A year in Dnepropetrovsk

An American volunteer in Ukraine

Лебедине озеро (Swan Lake)

I am obliged to begin with a disclaimer for all future reviews of performances held in the Opera and Ballet Theater. Here are housed the opera and the ballet companies of Dnepropetrovsk, the third largest city in Ukraine. This is no country performance, this is a major metropolitan production. As such, I am comparing it to the likes of New York, San Francisco, and Madrid (as a side note, I cannot believe that these are the only three cities in which I’ve seen major theatrical performances). If it seems like I’m being harsh, it’s because this is truly excellent company to be compared with and it is hard to live up to such standards. I also want to make known that I was a bit lenient in my review of Carmina Burana. I did not realize the excellent quality of performances here, which I have later experienced first hand, and so I treated it as a B level theater with a B level company.

This understood, I can tell you right of the bat that Swan Lake was not a perfect performance, but it was overall very good. The company was good, but did not move as one. Lead performances were technically sound, but lacked emotion and feeling. The scenery was beautiful without being too distracting, and the costumes were wonderful. The final result was a highly enjoyable performance, visually spectacular, but quite unmoving.

The Prince was truly uninspired. I could hear him thinking through each complicated move, and his prep time seemed to last always just slightly longer than it should have. In fact, although he was quite active, his movements felt stagnant because of these pregnant pauses and constant contemplation, and he developed no character whatsoever. His performance was disappointing.

His male counterparts were wonderful, on the other hand. The Jester at court and the King Swan in the lake were wonderful dancers. Although they were not technically perfect (both seemed to lose their center a few times during different turns), the energy they brought to the stage provided a welcome contrast to the Prince’s pedantic pace. The King Swan especially was full of personality and spirit, and I found myself most attentive whenever he was on stage.

As for the women, I don’t know what magic overpowered them. When they were in the lake, they performed beautifully, all of them, but when they were in the court, they were dull, spiritless, and rather technically unsound. Even our beautiful Swan Princess, when she came to court, seemed to forget her moves, when really she was doing a very similar pas de deux to that of the previous act, which was magnificent. All of a sudden, in Act 3, she forgot who she was and what she was doing, and I could even see the care on her face as she struggled to maintain her balance throughout this great endeavor.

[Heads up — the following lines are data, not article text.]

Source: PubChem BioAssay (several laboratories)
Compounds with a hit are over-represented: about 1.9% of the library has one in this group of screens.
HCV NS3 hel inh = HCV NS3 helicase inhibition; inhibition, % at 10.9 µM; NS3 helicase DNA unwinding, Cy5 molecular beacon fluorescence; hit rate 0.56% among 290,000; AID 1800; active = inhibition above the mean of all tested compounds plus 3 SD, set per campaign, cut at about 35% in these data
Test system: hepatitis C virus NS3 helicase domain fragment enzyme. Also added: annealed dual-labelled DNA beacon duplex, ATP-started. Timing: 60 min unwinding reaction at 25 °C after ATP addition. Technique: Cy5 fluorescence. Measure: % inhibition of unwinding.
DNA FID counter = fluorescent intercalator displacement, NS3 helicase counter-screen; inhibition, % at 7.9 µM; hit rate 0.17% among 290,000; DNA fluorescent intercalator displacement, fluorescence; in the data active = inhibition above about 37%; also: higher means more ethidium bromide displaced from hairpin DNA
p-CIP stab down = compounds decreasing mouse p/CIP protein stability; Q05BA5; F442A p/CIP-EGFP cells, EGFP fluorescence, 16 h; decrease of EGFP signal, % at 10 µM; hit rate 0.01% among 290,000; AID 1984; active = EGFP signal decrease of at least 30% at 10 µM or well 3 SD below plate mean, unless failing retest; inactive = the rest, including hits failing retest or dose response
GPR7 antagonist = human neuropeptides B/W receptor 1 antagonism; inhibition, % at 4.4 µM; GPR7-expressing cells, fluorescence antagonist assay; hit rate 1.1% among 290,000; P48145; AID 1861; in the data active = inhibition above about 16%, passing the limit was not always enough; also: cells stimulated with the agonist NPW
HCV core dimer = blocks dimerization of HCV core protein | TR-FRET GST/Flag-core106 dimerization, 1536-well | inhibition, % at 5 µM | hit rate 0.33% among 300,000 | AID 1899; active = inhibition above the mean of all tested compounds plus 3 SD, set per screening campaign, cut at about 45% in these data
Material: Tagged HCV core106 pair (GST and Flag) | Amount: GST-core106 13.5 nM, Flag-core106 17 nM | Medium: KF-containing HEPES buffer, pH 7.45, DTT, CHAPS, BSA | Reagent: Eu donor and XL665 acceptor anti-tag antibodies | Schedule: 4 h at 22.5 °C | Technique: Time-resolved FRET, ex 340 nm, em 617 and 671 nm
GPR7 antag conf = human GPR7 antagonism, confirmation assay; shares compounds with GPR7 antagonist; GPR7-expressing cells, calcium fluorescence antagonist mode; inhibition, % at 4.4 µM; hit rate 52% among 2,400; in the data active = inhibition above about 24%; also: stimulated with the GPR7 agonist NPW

Which is too bad, really, because she was utterly fantastic in Acts 2 and 4. I whispered to Lena that I was in love with her, and that maybe she and I could run away together and leave the bumbling prince behind. Her movements were the definition of grace and elegance. Her body and her arms seemed to be controlled by entirely separate brains, because while she might be leaping or pirouetting, her arms were flapping gracefully, preening like a swan, moving slowly as if through water, always elegant and beautiful. Her performance was uttlerly spectacular. It didn’t matter that she had no chemistry whatsoever with the prince; I blame him. She was exquisite, at least while in the lake.

At the end, I was neither happy nor relieved when the Prince killed the King Swan. I was rooting for him, honestly. How would you feel if your son or daughter came home one day and said s/he was going to marry a bird? Well, the swans must feel the same way about bringing a human. Just because the Queen was dumb witted enough to think this was a good idea doesn’t mean the Swan King must. Besides, the Swan King was such a superior performer to the Prince, I couldn’t help but hope that he would triumph. The fight scene was a little ridiculous, actually. The choreography was a far from violent– it appeared that the two men were trying to hug each other, but that some force only allowed them to link arms. I don’t know if this is the original choreography or a change the Dnepropetrovsk company decided to try. Either way, it made me laugh, rather than moved me to the edge of my seat.

I think that sums up the experience, actually. Nothing moved me, to the edge of my seat or to any precipice of emotion. I sat back the entire time, thoroughly entertained, often quite impressed, but never excited or enraptured.

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